By Hazel Henderson © 2011
For InterPress Service
The robot rabbit of finance – high-speed trading, cloud computing – has outrun the tortoise of government oversight and control. For years, I have documented how often science and technology leap ahead of politicians and bureaucrats. Usually, citizens and their groups sound the alarm – because they feel the impacts first: job losses, pollution, identity theft, ponzi schemes and worthless investment advice.
The latest runaway technologies are those now driving the cyberspace communications revolution: the internet, high-frequency trading, money-laundering, offshore finance in the global casino, loss of privacy, corporate-controlled personal data on Facebook or on servers now in the clouds. Some examples:
• The New York Stock Exchange handles one third of the world’s stock trading (22 billion messages a day), while over 60% of all transactions are computerized and high-frequency trading allows for thousands of trades per second. This led to the “flash crash” of May 2010 where stocks of listed companies like Accenture fell from $40 a share to pennies in a few minutes – only to recover later. US regulator the SEC complained they were out-gunned, out-spent and out-smarted in this new computerized, technological arms race.
• In 2011, the cable company Hibernia Atlantic spends $300 million on a new transatlantic cable to shave 6 milliseconds off the current 65 millisecond transmission time between New York and London. G20 “sherpas” and UK bank regulators Adair Turner and Andrew Haldane question the social value of this trading activity. Needless to say, retail investors are fleeing these financial casinos.
• At the Oct. 20th ESG-Europe meeting of socially concerned institutional investors in Amsterdam, October, Mervyn King, chair of the Global Reporting Initiative, saw the financial crises as related to a lack of transparency and disclosure and that “the two greatest challenges of the 21st century are sustainability and financial stability.” This confirms the view of the Ethical Markets’ Transforming Finance statement that all the new computerized communications tools – the internet- and satellite-created platforms funded by taxpayers and on which casino finance rests – are being horrendously mis-used.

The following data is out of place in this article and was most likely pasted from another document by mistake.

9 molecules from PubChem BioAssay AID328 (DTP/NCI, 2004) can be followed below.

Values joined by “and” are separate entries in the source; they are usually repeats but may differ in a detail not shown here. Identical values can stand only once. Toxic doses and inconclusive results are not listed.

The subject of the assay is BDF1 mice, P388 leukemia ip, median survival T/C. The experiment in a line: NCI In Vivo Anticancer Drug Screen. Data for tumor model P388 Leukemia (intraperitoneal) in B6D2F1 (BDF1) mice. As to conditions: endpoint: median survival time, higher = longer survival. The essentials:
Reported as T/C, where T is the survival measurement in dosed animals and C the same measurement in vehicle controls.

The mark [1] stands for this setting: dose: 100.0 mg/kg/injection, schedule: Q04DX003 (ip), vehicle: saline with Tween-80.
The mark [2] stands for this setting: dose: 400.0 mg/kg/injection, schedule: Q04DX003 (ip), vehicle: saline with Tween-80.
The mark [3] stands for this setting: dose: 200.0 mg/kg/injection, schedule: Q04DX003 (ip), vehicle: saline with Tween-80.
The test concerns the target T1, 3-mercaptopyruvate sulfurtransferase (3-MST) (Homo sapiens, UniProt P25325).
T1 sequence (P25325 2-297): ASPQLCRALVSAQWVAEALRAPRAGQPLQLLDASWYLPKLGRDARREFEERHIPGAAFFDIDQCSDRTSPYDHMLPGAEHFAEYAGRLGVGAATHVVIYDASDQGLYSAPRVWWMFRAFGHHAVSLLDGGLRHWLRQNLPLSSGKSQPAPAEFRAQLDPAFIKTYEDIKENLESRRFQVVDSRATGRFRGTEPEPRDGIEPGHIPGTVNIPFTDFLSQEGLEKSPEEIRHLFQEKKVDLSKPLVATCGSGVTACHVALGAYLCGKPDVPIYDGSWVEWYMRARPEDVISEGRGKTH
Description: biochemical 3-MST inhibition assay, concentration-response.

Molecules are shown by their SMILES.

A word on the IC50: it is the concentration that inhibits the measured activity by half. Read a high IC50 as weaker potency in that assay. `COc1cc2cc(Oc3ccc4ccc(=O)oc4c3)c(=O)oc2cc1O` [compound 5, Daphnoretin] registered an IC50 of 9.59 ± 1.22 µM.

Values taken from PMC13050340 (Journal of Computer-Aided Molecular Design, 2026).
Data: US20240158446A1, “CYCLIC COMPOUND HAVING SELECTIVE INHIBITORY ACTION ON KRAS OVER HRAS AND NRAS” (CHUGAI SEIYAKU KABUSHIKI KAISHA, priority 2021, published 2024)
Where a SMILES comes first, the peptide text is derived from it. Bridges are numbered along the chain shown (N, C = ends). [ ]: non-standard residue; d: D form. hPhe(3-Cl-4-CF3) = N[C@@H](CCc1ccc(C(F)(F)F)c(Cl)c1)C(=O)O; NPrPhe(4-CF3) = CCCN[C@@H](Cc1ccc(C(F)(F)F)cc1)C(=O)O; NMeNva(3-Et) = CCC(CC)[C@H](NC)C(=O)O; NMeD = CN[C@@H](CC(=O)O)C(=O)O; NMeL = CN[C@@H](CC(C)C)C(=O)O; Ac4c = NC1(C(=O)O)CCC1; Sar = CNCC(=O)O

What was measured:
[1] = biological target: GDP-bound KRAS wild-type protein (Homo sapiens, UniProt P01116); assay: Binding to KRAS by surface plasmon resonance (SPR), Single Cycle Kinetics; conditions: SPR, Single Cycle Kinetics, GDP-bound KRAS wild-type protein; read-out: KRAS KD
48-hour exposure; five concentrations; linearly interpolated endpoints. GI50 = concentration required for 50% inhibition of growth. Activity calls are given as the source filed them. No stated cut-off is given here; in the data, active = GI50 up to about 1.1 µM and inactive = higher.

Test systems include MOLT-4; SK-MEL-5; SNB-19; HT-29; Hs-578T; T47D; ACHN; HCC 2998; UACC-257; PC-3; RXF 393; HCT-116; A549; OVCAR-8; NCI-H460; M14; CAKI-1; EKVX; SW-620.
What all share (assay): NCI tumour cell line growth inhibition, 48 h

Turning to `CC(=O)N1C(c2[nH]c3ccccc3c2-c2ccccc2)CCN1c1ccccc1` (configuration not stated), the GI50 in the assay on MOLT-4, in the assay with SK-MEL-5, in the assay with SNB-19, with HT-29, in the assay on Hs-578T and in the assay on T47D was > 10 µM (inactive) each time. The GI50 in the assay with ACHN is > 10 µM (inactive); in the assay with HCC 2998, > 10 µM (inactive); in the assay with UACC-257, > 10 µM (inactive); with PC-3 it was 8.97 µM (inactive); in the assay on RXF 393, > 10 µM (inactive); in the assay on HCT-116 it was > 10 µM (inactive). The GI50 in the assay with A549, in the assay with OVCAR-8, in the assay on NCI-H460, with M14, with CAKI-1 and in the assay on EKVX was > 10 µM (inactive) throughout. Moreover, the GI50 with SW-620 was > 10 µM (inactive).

• The over 500 institutional investors at UNEP-FI’s Tipping Point Roundtable in Washington, DC, voiced many of the same worries. Co-chair Paul Clements-Hunt warned that “the disconnect between grassroots economic realities and financial markets erodes the trust that binds us together.” Co-chair Barbara Krumsiek, CEO of Calvert Investments, added, “economic policies must move in a direction that balance the needs of all stakeholders.” The UN-backed Principles for Responsible Investing (to which Ethical Markets is a signatory member) set a higher ethical bar, but many see a lack of sanctions, vetting and enforcement. Its new chair, Wolfgang Engshuber, said UN-PRI was looking to influence policy and determined to move beyond a “talking shop.”
• While government regulators fall further behind, new evidence of the concentration of corporate and financial power was finally mapped by complexity systems analysts at the Zurich-based Swiss Federal Institute of Technology, leaders in the field of technology assessment. They revealed a core of 43,000 transnational corporations, all tightly interlinked, with 147 (i.e., less than 1%) controlling 40% of the global wealth network. This study closely tracks with the 2011 Global Wealth published by Credit Suisse. These findings, echoed by Nicholas Shaxson in Treasure Islands, exploring offshore finance in tax havens and the 2011 World Bank report The Puppet Masters on how corporate structures hid financial manipulation and stolen assets.